Glenn Howells, 17, and his brother John, 15, smashed their mother Eve's skull repeatedly with a hammer in the living room of their home in Huddersfield, it was alleged at Leeds Crown Court. Glenn, who was 15 at the time of his mother's death in August 1995, and John, who was 14, deny murder. Glenn admits manslaughter on the grounds of provocation. Their father David, 48, denies murder.
Franz Muller QC, for the prosecution, told the court that a bureau had been overturned and the contents strewn across the floor, leading police to believe initially that Mrs Howells, 48, had disturbed burglars. But they soon began to suspect the boys and their father. "Far from this being an attack committed on the spur of the moment in the course of a burglary, this was a planned attack on Mrs Howells which was designed to kill her and to try and make sure that those responsible would not be caught," Mr Muller said.
Mr Howells was in a pubwhen his wife was killed, but this was "an essential part of the plan" so that he would not be suspected. There were problems with the marriage and Mr Howells stood to gain more pounds 150,000 from his wife's death. The boys, he added, would also benefit if their father came into money.
Gary Burrell QC, representing Glenn, said the boy, who claimed to have found his mother's body after going out to walk the dog, had been provoked. He said: "It will be Glenn Howells' defence that over a period of some five years, perhaps a little longer, his mother subjected him to severe and repeated emotional and mental abuse and cruelty." Eventually the boy reached the stage where he "lost his self-control and took her life".
Mr Muller told the court that Mrs Howells was a teacher and many of her pupils thought she was "strict and unsympathetic".
He said: "This attitude spilt over into the home and it appears that her sons resented the way she ruled their lives."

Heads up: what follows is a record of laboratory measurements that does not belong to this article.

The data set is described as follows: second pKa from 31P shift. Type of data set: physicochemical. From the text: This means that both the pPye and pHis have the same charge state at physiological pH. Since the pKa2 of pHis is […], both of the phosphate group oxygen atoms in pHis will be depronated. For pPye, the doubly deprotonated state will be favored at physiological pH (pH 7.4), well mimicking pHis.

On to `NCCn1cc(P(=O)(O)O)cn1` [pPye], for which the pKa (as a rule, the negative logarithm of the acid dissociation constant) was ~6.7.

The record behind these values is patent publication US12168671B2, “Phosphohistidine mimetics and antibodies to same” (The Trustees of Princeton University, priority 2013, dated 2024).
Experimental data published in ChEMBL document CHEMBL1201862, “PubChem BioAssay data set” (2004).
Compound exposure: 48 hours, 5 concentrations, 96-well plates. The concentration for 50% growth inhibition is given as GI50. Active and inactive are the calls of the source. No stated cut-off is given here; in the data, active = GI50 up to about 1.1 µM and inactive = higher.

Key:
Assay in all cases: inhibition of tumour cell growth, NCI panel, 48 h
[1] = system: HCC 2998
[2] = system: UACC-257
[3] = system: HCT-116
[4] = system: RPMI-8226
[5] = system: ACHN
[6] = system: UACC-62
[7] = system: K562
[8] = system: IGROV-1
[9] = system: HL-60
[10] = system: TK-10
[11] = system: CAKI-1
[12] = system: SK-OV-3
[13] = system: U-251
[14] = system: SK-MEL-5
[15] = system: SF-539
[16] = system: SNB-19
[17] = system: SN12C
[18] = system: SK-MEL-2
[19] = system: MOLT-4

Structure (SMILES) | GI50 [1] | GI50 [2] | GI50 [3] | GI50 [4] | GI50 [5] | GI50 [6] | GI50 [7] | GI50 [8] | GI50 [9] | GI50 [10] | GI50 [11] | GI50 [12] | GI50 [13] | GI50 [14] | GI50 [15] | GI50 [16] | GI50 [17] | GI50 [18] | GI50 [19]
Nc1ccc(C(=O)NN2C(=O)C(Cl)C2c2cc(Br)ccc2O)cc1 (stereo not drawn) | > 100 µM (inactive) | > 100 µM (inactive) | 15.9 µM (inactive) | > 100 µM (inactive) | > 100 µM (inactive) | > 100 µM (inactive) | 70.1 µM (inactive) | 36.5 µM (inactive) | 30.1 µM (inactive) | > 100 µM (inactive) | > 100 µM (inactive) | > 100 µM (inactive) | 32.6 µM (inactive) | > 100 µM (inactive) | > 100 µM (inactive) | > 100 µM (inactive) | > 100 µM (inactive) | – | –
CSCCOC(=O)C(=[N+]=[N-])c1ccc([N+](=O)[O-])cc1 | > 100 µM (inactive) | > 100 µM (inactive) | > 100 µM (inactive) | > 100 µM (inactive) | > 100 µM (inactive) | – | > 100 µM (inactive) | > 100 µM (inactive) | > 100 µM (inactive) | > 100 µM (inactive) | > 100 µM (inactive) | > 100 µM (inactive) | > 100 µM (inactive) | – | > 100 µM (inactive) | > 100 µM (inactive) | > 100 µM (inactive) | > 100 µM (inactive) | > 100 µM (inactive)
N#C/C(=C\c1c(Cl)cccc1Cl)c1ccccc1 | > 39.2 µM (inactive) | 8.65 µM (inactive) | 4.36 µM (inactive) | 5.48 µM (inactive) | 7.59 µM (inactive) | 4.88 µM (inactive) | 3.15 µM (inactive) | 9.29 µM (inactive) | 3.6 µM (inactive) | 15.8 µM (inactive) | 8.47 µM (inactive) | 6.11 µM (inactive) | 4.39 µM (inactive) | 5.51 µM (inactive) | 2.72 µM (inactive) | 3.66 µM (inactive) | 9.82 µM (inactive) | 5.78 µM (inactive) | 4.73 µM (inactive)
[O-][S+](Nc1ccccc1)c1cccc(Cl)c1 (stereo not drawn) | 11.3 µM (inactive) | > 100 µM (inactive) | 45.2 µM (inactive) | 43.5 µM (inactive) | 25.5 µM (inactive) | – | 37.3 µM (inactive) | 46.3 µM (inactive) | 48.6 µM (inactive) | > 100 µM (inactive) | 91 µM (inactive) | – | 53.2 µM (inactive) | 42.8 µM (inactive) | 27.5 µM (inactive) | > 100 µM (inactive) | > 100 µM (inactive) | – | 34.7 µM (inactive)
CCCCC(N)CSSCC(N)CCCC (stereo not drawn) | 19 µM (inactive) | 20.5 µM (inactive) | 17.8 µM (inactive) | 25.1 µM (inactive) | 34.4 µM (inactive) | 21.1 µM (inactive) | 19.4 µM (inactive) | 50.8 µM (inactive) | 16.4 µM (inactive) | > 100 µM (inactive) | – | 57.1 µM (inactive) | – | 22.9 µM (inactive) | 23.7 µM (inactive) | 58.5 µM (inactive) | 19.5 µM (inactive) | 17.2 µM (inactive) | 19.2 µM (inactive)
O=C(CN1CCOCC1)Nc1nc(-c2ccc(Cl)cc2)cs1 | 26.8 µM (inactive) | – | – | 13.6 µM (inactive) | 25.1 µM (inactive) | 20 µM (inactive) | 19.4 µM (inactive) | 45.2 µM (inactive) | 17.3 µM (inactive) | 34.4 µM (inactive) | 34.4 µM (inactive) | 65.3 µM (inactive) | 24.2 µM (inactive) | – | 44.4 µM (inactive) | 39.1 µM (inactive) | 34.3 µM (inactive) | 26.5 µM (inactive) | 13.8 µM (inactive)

Neighbours said Mrs Howells could often be heard shouting and swearing at the boys and one neighbour described them as "the family from hell". Mr Muller said: "Both boys, but particularly Glenn, expressed their resentment at the way they were being treated by telling people that they hated their mother."
The marriage was not happy, sexual relations were practically non- existent, and Mrs Howells was having an affair with one of her husband's best friends, the court was told.
"A deep feeling of animosity towards the deceased appears to have been shared between the three defendants and appears to have been all the more poignant as they all lived together in that relatively small bungalow," said Mr Muller.
Police began to suspect the boys when the family went to identify the body and an officer saw Glenn wink twice at his brother and then smirk.
Blood spots were found under the bureau suggesting that it had been pulled over after she was killed, and forensic scientists found spots of airborne blood on John's jacket, suggesting he was present when she was attacked despite telling police he had not seen her body.
The boys were arrested on 20 September and soon afterwards covert tapes were made of conversations with their father. Mr Howells can be heard saying: "We have just got to bluff it out. If you break I'm in as well, so we've got to stick together ... It's your jacket that's caused this. We just never realised how much forensic can find."
Mr Muller said that although Mr Howells was not present when his wife was killed he was guilty of murder because he "counselled and procured its commission".
And he went on: "He set out to cause them to do it and in fact did cause them to do it. Can you really credit these two boys, then 14 and 15 years of age, of having killed their mother without the knowledge and without the approval and encouragement of their father."
The trial continues.